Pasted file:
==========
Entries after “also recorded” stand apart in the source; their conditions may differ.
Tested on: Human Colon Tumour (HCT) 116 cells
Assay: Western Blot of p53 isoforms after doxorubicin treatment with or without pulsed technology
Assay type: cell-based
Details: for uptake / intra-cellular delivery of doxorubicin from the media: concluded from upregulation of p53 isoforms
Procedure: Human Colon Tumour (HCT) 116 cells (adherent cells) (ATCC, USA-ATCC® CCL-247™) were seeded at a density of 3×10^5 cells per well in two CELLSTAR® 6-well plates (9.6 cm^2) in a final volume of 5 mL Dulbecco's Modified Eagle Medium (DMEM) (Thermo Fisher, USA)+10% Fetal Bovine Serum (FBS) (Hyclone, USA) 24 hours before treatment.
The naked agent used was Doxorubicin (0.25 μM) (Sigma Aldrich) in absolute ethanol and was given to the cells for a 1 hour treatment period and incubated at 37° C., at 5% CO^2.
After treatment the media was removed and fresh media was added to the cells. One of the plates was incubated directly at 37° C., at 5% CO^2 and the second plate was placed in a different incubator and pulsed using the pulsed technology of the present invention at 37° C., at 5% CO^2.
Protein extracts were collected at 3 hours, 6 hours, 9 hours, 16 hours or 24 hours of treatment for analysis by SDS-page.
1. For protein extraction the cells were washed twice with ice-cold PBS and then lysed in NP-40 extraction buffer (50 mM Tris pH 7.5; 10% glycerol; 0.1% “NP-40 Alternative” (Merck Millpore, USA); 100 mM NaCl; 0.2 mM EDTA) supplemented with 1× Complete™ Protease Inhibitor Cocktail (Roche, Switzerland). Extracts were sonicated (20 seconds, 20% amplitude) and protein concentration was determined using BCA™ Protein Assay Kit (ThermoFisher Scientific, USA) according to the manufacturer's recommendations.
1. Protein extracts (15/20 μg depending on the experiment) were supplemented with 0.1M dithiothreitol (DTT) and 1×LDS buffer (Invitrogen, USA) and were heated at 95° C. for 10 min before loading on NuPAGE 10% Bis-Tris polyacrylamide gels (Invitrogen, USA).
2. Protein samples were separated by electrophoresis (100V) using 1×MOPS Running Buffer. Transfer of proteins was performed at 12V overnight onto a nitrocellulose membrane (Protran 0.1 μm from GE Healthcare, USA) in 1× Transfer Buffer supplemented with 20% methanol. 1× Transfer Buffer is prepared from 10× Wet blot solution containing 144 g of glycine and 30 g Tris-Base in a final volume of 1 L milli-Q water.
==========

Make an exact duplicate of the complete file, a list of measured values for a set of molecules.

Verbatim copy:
Entries after “also recorded” stand apart in the source; their conditions may differ.
Tested on: Human Colon Tumour (HCT) 116 cells
Assay: Western Blot of p53 isoforms after doxorubicin treatment with or without pulsed technology
Assay type: cell-based
Details: for uptake / intra-cellular delivery of doxorubicin from the media: concluded from upregulation of p53 isoforms
Procedure: Human Colon Tumour (HCT) 116 cells (adherent cells) (ATCC, USA-ATCC® CCL-247™) were seeded at a density of 3×10^5 cells per well in two CELLSTAR® 6-well plates (9.6 cm^2) in a final volume of 5 mL Dulbecco's Modified Eagle Medium (DMEM) (Thermo Fisher, USA)+10% Fetal Bovine Serum (FBS) (Hyclone, USA) 24 hours before treatment.
The naked agent used was Doxorubicin (0.25 μM) (Sigma Aldrich) in absolute ethanol and was given to the cells for a 1 hour treatment period and incubated at 37° C., at 5% CO^2.
After treatment the media was removed and fresh media was added to the cells. One of the plates was incubated directly at 37° C., at 5% CO^2 and the second plate was placed in a different incubator and pulsed using the pulsed technology of the present invention at 37° C., at 5% CO^2.
Protein extracts were collected at 3 hours, 6 hours, 9 hours, 16 hours or 24 hours of treatment for analysis by SDS-page.
1. For protein extraction the cells were washed twice with ice-cold PBS and then lysed in NP-40 extraction buffer (50 mM Tris pH 7.5; 10% glycerol; 0.1% “NP-40 Alternative” (Merck Millpore, USA); 100 mM NaCl; 0.2 mM EDTA) supplemented with 1× Complete™ Protease Inhibitor Cocktail (Roche, Switzerland). Extracts were sonicated (20 seconds, 20% amplitude) and protein concentration was determined using BCA™ Protein Assay Kit (ThermoFisher Scientific, USA) according to the manufacturer's recommendations.
1. Protein extracts (15/20 μg depending on the experiment) were supplemented with 0.1M dithiothreitol (DTT) and 1×LDS buffer (Invitrogen, USA) and were heated at 95° C. for 10 min before loading on NuPAGE 10% Bis-Tris polyacrylamide gels (Invitrogen, USA).
2. Protein samples were separated by electrophoresis (100V) using 1×MOPS Running Buffer. Transfer of proteins was performed at 12V overnight onto a nitrocellulose membrane (Protran 0.1 μm from GE Healthcare, USA) in 1× Transfer Buffer supplemented with 20% methanol. 1× Transfer Buffer is prepared from 10× Wet blot solution containing 144 g of glycine and 30 g Tris-Base in a final volume of 1 L milli-Q water.